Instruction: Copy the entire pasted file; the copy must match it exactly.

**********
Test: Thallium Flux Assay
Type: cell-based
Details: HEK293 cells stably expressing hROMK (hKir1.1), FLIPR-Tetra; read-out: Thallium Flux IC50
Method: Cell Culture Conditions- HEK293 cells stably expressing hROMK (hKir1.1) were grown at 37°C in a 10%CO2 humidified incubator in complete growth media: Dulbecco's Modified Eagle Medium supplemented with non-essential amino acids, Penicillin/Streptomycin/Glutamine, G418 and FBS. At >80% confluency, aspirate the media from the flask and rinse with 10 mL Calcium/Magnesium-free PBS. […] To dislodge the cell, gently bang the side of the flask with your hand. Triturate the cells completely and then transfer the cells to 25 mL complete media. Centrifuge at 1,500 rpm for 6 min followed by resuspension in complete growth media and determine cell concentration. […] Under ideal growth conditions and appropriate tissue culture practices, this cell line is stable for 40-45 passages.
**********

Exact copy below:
Test: Thallium Flux Assay
Type: cell-based
Details: HEK293 cells stably expressing hROMK (hKir1.1), FLIPR-Tetra; read-out: Thallium Flux IC50
Method: Cell Culture Conditions- HEK293 cells stably expressing hROMK (hKir1.1) were grown at 37°C in a 10%CO2 humidified incubator in complete growth media: Dulbecco's Modified Eagle Medium supplemented with non-essential amino acids, Penicillin/Streptomycin/Glutamine, G418 and FBS. At >80% confluency, aspirate the media from the flask and rinse with 10 mL Calcium/Magnesium-free PBS. […] To dislodge the cell, gently bang the side of the flask with your hand. Triturate the cells completely and then transfer the cells to 25 mL complete media. Centrifuge at 1,500 rpm for 6 min followed by resuspension in complete growth media and determine cell concentration. […] Under ideal growth conditions and appropriate tissue culture practices, this cell line is stable for 40-45 passages.